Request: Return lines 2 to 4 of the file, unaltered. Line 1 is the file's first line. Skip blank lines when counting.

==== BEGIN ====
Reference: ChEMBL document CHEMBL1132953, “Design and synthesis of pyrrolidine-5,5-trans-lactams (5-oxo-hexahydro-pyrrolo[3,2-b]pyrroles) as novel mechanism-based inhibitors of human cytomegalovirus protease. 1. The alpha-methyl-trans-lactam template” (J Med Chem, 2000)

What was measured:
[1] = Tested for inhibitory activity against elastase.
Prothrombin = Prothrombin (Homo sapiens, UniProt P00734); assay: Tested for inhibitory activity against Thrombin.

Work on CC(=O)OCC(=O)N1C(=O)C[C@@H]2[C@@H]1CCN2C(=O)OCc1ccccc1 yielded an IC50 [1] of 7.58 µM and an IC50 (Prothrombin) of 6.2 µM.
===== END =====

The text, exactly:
What was measured:
[1] = Tested for inhibitory activity against elastase.
Prothrombin = Prothrombin (Homo sapiens, UniProt P00734); assay: Tested for inhibitory activity against Thrombin.